The Arcade Room

long ago
I remember a rather good poet
a very good poet
who said something about them
leaving the air signed with their

when I read the poem
I believed it.
I was younger,
much, and working in factories
among these that I considered lesser men
than those.

now somehow
I have gotten out of the factories
and I have met
shriveled grandmas of men
sitting in warm rooms and knitting
inconsistencies into
Art and
clawing.   I’ve understood their wails
against death and dullness,
and dripping sperm upon the coin slot
of the movie machine in the
arcade room,
but there was no way I could have guessed at
these promenading ninnies
of educated finesse and gesture, most
powerful in word-tone and arrangement;
skilled, precise, indented,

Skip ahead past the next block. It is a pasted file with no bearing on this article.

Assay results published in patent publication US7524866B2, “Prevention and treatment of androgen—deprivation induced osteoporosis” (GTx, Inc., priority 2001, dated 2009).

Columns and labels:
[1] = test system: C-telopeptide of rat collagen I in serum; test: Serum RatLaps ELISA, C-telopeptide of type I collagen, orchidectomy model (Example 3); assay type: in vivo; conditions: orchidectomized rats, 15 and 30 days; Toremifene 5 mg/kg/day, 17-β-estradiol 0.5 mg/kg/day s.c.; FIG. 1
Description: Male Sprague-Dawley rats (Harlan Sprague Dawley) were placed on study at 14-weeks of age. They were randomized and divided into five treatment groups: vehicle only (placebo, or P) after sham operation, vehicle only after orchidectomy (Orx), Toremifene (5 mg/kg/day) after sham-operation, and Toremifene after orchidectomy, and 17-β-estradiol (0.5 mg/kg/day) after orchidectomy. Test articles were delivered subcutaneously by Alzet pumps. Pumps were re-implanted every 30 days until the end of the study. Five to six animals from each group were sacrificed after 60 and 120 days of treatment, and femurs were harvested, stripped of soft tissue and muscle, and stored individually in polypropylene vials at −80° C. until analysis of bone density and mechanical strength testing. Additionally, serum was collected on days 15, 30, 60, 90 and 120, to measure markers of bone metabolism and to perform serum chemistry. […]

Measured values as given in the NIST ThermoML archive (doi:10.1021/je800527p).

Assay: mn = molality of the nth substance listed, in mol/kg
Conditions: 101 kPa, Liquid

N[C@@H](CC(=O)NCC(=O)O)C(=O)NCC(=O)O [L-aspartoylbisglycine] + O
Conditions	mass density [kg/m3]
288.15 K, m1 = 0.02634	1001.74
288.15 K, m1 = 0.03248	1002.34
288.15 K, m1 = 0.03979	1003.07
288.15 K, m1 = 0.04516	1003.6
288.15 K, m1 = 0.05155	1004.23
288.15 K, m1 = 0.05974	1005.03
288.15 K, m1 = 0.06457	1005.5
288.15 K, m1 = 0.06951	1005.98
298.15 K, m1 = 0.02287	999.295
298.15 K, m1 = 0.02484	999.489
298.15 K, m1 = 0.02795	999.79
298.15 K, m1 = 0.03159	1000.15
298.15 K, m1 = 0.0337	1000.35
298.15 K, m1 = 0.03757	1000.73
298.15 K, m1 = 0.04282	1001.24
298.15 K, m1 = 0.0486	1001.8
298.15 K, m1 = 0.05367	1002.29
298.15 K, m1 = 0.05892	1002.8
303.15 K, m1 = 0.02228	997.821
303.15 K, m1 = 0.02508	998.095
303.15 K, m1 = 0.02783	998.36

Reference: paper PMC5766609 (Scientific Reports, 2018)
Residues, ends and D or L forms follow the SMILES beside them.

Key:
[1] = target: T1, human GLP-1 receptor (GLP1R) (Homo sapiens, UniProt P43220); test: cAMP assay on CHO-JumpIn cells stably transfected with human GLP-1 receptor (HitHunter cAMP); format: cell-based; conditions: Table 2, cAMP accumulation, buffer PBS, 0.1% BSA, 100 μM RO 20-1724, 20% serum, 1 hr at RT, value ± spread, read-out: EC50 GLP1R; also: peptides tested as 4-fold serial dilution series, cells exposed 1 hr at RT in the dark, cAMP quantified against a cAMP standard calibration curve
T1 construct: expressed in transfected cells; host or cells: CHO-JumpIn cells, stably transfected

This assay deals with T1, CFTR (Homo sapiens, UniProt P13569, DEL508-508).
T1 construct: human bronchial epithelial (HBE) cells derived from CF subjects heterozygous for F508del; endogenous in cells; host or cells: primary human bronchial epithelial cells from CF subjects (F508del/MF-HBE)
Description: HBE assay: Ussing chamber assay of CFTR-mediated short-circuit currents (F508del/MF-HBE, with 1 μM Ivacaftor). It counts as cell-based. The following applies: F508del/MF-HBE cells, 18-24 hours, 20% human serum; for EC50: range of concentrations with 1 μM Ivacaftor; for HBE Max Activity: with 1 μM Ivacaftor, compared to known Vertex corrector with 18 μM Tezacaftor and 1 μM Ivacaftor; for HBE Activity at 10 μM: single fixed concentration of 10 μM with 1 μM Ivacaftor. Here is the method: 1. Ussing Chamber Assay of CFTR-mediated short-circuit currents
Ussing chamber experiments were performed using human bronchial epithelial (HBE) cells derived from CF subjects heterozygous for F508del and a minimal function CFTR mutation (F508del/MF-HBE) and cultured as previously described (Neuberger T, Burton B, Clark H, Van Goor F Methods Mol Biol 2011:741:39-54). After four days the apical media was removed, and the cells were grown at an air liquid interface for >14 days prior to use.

firey, even sometimes
amusing, often knowledgeable; bone-hard, mercurial
yet accurate,
I have met them in their rooms and
in their palaces and in their
streets, and
I saw tiny frightened men,
mothers’ boys,
winterbourn flies, westernly-
tiny tiny tiny tiny
I saw them in their streets
and sitting in their chairs
talking to me

and so I say
after all these years, no,
they haven’t left it signed with their honor
but rather:
tiny tiny tiny tiny

it just doesn’t work;
I’m sorry, Stephen,
it was an interesting poem
but we’re just going to have to wait
a bit longer.